I'm aware that Theravada, Tibetan and Chinese Buddhism have a canon of texts. However I have never heard of a canon for Zen Buddhism. Does it have a canon or does it just not bother with such a thing? If it doesn't have a canon of texts then are there texts which can seen as foundational?

3 Answers 3


Zen Buddhism is part of East Asian Buddhism in general and accepts the entire Chinese Canon, although they don't find a lot of it to be relavent to their practice. Zen Buddhism has always been based primarily off of the meditation practice itself combined with oral teaching, but even if Zen isn't purely derived from the Sutras in the way other schools are, the Sutras are still a very important part of Zen learning.

Originally the main text for the Zen school was the Lankavatara sutra, but as time went on, this very difficult Sutra became less popular and the Diamond Sutra became a much more central text, along with the Heart Sutra. The Platform Sutra which actually tells the story of Huineng, the sixth patriarch of Zen, and how he rose to prominence also became a primary text.

A treatise called the Awakening of Faith in the Mahayana was very influential, and the Sutra it was based on, the Sutra of Perfect Enlightenment also had a good deal of influence, although it isn't quite as famous these days.

Next in importance to these canonical texts are the two famous Koan collections, the Gateless Gate and the Blue Cliff record, at least in the traditions where Koan is a major focus. For the Soto Zen School which began to de-emphasize Koan practice, the great classic is the treatise called the Shobogenzo, written by Dogen Zenji, the Soto Schools founder.

Those are all the major zen texts I could think of.

(Added in later):

There are a few others I forgot about. All of the Sutras that are about Buddha nature (The Tathagatagarbha Sutra, the Mahaparinirvana Sutra, the Srimaladevi Sutra, and especially the Lotus Sutra were very important in Zen. Also, the Uttaratantrashastra was important although it's a treatise, not a sutra. From very early on, the main slogan of Zen was "See mind, become Buddha" which meant that by directly meditating on the mind, one sees the Buddha nature of the mind and becomes enlightened.

  • I thought the Lankavatara was the same as the Platform Sutra. They are different is that correct? (Thanks for the answer it's great) Commented Aug 30, 2014 at 7:50
  • 2
    @Crab The Lankavatara Sutra is a Sutra which describes the Buddha going into Sri Lanka and teaching the King of the Rakshasas about the nature of the mind and reality. The Platform Sutra describes Huineng overhearing the Diamond Sutra and spontaneously becoming enlightened, entering a monastery, and quickly becoming a great teacher.
    – Bakmoon
    Commented Aug 30, 2014 at 16:36

The Gateless Gate. The Heart Sutra. The Diamond Sutra. The Shōbōgenzō. These are the first ones that come to my mind as a Zen Buddhist.

Here is more information:



I am from a Chinese Buddhist organization with Chan lineage but is non denominational. They use the entire Chinese Mahayana canon as their basis, but in practice only popular passages like the Heart Sutra, Great Compassion Mantra, Amitabha Sutra, Universal Gate Chapter of the Lotus Sutra are chanted on a regular basis by lay devotees like myself.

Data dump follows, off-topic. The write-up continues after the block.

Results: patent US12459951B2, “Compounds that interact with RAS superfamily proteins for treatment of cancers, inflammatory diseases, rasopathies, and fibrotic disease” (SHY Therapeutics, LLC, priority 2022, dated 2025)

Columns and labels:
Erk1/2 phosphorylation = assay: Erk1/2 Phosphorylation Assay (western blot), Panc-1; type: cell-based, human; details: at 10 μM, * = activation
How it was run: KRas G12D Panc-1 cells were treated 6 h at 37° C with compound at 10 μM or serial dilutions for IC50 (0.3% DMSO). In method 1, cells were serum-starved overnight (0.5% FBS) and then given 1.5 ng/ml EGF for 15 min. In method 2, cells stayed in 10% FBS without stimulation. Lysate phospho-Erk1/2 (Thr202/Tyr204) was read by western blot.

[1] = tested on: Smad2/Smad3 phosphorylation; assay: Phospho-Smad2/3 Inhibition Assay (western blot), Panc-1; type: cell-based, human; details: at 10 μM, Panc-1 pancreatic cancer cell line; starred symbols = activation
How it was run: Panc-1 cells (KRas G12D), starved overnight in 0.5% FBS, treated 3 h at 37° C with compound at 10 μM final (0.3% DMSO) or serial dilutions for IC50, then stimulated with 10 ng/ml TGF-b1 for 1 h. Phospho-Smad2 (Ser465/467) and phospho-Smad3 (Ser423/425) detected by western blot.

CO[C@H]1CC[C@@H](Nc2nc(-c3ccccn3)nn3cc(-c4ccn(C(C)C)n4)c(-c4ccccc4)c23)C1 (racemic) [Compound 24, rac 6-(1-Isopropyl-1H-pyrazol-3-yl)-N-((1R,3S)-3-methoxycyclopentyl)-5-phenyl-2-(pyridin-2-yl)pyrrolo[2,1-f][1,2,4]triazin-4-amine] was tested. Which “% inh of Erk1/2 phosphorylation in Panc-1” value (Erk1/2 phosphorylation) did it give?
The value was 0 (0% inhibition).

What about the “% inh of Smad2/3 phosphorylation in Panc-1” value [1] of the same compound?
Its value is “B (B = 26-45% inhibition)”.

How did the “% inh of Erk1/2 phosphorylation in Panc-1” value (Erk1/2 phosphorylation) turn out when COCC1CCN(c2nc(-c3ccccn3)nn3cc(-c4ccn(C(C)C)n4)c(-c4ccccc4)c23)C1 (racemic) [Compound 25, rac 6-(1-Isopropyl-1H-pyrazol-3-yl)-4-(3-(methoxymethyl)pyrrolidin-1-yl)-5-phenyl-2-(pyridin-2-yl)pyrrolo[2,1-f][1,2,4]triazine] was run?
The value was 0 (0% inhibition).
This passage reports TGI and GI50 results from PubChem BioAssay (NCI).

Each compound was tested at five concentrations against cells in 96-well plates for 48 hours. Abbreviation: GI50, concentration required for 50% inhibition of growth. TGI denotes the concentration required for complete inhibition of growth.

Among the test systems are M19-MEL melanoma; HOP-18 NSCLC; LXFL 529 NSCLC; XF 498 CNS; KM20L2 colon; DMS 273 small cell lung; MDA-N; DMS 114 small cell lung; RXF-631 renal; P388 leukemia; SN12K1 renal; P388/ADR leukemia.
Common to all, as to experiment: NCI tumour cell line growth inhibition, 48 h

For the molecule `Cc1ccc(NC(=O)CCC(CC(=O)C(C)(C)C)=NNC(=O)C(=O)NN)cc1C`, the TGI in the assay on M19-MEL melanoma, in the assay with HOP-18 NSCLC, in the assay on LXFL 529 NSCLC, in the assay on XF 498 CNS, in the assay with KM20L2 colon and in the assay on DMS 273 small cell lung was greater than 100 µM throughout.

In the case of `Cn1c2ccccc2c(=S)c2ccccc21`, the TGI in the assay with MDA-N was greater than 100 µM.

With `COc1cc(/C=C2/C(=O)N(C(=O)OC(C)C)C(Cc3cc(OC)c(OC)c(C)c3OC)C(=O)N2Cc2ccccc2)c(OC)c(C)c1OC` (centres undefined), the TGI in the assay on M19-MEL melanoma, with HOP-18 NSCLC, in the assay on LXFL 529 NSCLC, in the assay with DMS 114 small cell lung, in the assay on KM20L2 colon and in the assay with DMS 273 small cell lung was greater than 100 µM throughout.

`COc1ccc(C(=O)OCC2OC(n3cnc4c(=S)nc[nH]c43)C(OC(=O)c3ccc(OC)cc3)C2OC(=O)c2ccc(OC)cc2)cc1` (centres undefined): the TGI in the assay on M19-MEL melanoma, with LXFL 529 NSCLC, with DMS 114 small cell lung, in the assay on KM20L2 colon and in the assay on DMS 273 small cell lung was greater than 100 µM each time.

To understand the purpose and vision of the Chan/Zen school you must go back to it's Mahayana origins, which arose out of historical Buddhism due to it getting out of touch with the masses, Buddhism itself was on the verge of dying out. As a result immense amount of relatively new sutras and scriptures were created to explain the vision of Buddhism and application of the dharma to the world, using fantastical stories telling with hidden meanings. However the teachings themselves eventually become a baggage. Instead of practicing the Dharma, monks can end up spending time trying to absorb all the content. Many end up debating philosophy instead of practicing. Many temples become purely ceremonial instead of being a place of practice.

Further more some schools end up having very elaborate rituals requiring great expenses making it difficult for the poor to access Buddhism. Confused, undisciplined monks behaved badly, the public lost faith.

So Chan/Zen was a 'back to basics' poor man Buddhism, with focus on mindful concentration attaining the Jhana (aka Chan/Zen) and applying it to all situation. They farm, but farm mindfully. Cleaning, eating, walking and of course sitting meditation are expected to be done mindfully. Study of sutras were de-emphasized for practice instead.

I highly recommend watching the movie Zen (2009) about Zen Master Dogen and the vision behind his school. When he returned to Japan from China he found the practice have degenerated and monks behaving badly and set out to revitalize Buddhism. His rivals were outraged, did he bring back new sutras? What is this true Buddhism he spoke of? But the simple fact was that without practice you could never truly reach the truths of Buddhism. And even enlightenment was not the end of practice.

As the Buddha himself said, once you crossed the shore of suffering, you don't need to keep carrying the raft/teachings with you, because you would already know what to do.

Hence, all the knowledge of the sutras, while important in the cultivation of wisdom, are no substitute for practice. Buddhism is not truly Buddhism without the Noble Eightfold Path.

You can see similar historical trends in the forest tradition of Thailand relative to city temples.

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